Bye-bye to potholes . . . city mulls concrete roads


Municipal Reporter

HARARE is migrating to concrete roads arguing that the traditional asphalt ones are prone to cracks and potholes. The city’s road network is in bad shape with potholes making life difficult for motorists.Efforts by council to repair the roads have failed as the potholes emerge soon after maintenance work. Acting Town Clerk Mrs Josephine Ncube yesterday told The Herald they were moving to concrete roads. She said they will start with Arcturus Road before spreading to other areas.

“We will be introducing our first cement roads very soon. We are going to start with Arcturus Road. We think there is justification to use such roads as most developed countries have since migrated from asphalt roads which require constant maintenance. We have the requisite skills in council,” said Mrs Ncube.

“Concrete roads require low maintenance and the advantage we have is that we have capacity as there is a lot of cement readily available in the country as compared to bitumen which we are currently importing from South Africa at higher prices.”

Mrs Ncube said concrete roads had a longer lifespan compared to asphalt roads.

She said research indicated that well-designed cement roads require little or no maintenance well beyond their 40-year design lives. Research also shows that concrete roads are not damaged from oil leaks like asphalt roads.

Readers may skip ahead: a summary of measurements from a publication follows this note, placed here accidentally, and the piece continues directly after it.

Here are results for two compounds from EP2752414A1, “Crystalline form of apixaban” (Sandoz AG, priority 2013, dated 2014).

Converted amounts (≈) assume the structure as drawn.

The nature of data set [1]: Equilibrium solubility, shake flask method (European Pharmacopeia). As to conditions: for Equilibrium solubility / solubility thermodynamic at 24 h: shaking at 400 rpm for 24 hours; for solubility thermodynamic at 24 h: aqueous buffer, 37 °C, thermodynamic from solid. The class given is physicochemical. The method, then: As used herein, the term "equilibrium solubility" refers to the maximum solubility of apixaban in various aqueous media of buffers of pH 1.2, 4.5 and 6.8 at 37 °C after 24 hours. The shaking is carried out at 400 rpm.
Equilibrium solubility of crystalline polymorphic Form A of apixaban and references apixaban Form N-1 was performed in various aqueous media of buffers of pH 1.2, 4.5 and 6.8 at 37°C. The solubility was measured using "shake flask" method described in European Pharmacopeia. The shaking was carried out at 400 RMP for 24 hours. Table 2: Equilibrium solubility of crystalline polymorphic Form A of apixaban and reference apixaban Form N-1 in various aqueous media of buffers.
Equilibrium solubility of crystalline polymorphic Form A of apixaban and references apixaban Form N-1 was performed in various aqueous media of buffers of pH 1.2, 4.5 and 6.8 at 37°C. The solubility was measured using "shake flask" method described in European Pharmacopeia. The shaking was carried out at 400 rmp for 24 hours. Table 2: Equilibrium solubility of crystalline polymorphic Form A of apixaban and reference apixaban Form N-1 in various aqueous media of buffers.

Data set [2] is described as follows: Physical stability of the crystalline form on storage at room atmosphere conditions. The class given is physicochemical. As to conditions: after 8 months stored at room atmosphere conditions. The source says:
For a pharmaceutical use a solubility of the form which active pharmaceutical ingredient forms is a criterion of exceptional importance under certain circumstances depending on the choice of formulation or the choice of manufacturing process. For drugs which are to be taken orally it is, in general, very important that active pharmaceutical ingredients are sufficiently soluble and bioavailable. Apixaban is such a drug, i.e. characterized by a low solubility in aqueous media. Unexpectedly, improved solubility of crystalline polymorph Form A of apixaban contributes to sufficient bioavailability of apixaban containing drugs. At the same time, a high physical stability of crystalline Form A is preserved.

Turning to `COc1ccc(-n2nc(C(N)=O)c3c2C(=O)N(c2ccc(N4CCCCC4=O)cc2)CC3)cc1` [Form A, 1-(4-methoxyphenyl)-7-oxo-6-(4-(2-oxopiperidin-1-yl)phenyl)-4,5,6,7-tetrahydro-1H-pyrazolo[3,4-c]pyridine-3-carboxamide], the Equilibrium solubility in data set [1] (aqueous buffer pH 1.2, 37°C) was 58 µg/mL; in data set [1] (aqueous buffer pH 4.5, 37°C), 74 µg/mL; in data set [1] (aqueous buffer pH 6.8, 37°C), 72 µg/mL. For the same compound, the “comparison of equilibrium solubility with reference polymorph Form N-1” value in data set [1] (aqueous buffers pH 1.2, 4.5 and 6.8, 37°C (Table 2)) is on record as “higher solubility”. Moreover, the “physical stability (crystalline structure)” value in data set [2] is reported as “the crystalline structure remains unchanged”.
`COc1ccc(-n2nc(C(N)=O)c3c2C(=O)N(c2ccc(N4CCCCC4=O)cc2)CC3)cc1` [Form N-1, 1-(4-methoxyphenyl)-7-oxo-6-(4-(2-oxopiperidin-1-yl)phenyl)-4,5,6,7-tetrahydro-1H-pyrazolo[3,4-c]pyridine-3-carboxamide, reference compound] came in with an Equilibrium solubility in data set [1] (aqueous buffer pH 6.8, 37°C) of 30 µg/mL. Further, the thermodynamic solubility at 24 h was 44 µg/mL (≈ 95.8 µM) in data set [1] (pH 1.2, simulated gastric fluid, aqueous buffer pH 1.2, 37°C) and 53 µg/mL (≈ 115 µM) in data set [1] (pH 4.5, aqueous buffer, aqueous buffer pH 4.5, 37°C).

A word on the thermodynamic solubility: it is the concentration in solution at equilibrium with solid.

Council has over the years been criticised for its failure to repair potholes that are now a danger to motorists. With the onset of the rainy season, the potholes are now a menace.

There are now potholes even in the city centre. Major roads feeding into the city like Second Street Extension, Seke Road, Chiremba Road and Simon Mazorodze Road are now littered with potholes.

So dangerous have the roads become that motorists often ram into each other as they try avoid the potholes. Harare Mayor Bernard Manyenyeni blamed the Zimbabwe National Roads Administration (Zinara) for the parlous state of the city roads.

He recently advised motorists to drive at 60km per hour on city roads. Mr Manyenyeni accused Zinara of sabotaging local authorities by starving them of funding.

Zinara allocated Harare City Council only $1,2 million for road maintenance last year. This was a drop in the ocean considering the scope of repairs that need to be done.

The city is in the process of procuring road maintenance equipment after Government approved its $30 million borrowing powers.

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